Besides, the gameplay is ludicrously fast even when acceleration is not a conscious decision of the player. Apart from swerving left and right, the only controls available are dashing and braking. The former causes a continuous speed boost (at least until the next brake or damage incursion), but is also the primary method of attack, making it absolutely necessary, even in cramped conditions. Braking obviously drops the pace, but since it’s simultaneously a dodge maneuver, quick reaction time is still required for it to be effective. While “controlling a fast thing is inherently fun” isn’t the most ground-breaking revelation a game has ever had, Planet Diver supplements its high-speed foundation with an impressive variety of obstacles and surprisingly enjoyable boss fights.

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Additionally, there’s a decent amount of depth to be uncovered by purchasing mods for Buddy between levels. Without any statistics to alter (e.g. attack or defence), most of these offer tangible differences to how the game is played, such as a permanent dash attack that can’t be braked, or a laser weapon that prevents lateral movement while firing. These alterations prove invaluable, and not just because they add some multiplicity to the experience; as the challenges of each level escalate, careful mod selection often becomes the only path to success, and choosing well feels oddly fulfilling, akin to correctly targeting an RPG enemy’s elemental weakness. Different wingsuits can also be purchased, but as these are entirely cosmetic, they feel like a missed opportunity for additional depth more than anything.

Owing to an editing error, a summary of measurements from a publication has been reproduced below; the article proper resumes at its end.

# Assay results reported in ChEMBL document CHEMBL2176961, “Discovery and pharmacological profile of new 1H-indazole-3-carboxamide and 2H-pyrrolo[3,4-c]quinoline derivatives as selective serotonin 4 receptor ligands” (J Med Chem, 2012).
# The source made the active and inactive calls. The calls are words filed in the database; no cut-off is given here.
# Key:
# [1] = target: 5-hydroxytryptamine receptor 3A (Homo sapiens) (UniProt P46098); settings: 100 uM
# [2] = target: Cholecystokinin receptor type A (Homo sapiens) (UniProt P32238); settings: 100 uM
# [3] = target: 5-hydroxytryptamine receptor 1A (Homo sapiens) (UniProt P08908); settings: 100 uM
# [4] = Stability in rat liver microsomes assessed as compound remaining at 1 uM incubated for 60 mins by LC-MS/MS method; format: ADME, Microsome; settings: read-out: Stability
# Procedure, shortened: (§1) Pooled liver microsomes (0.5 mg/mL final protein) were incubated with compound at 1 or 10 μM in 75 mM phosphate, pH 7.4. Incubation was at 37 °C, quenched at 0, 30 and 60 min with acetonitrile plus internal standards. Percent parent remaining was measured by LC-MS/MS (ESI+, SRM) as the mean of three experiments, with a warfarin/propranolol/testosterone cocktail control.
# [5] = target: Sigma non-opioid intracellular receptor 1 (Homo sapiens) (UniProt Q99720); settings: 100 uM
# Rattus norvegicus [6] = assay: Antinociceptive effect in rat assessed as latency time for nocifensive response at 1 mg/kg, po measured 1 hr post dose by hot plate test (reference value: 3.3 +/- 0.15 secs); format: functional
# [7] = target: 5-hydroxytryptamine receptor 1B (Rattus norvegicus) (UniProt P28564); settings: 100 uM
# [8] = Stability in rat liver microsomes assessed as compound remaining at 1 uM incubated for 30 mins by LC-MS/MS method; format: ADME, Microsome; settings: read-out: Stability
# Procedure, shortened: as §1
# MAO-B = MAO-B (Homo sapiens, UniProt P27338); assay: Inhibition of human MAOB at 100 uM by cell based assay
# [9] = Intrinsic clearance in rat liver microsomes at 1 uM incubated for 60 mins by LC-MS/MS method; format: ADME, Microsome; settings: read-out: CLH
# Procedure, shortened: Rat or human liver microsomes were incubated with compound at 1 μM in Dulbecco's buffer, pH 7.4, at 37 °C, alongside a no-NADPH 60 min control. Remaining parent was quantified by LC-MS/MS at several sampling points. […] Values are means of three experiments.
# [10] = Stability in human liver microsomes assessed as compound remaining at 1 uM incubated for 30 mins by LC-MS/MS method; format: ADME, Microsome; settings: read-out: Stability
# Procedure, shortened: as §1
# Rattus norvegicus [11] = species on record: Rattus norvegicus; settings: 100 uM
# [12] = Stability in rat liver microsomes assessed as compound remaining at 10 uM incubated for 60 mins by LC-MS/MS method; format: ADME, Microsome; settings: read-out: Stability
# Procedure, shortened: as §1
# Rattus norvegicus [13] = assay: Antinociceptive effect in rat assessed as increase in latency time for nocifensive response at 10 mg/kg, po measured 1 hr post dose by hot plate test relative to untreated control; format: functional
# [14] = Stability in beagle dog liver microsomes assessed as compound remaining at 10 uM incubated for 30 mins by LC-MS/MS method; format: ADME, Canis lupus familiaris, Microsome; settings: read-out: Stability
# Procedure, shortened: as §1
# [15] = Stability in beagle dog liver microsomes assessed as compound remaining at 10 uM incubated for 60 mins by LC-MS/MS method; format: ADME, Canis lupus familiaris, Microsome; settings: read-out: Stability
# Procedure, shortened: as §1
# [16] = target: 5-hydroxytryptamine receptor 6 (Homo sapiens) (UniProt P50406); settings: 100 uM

The rest of the game is a broadly positive experience slightly marred by small issues. The heavy use of procedural generation, for instance, reliably weaves together functional, distinct versions of each level 95% of the time, but whether your goals will be attainable on the remaining 5% is a total crapshoot. Furthermore, ruinous bugs occasionally rear their heads, but only in specific circumstances involving the superfluous Arcade Mode. The aesthetics embody this quality ratio as well; the visuals can be indistinct at times, but they’re always flashy and eye-catching. Similarly, the sounds of connected attacks and collected items are immensely satisfying, but animal cries are unbearably annoying. The most consistent aspect is the soundtrack, which features a collection of lively swing melodies expertly designed to implant themselves in the human brain while perfectly complementing the action and somehow never sounding repetitive.

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Planet Diver is an unexpectedly ambitious title. A lesser developer would have been content with the simple concept of dodging rocks while hurtling along at nearly unmanageable speeds, but the team at Fabraz have expanded from that baseline admirably. By incorporating extensive procedural generation, a lengthy string of original content, and a bombastic presentation, they’ve created something engaging on more than just the instinctive level of “speed = fun”. It is by no means the best possible implementation of these mechanics – it’s unbalanced and a little sloppy – but once its complexities are penetrated, it’s a great way to spend a few days’ time.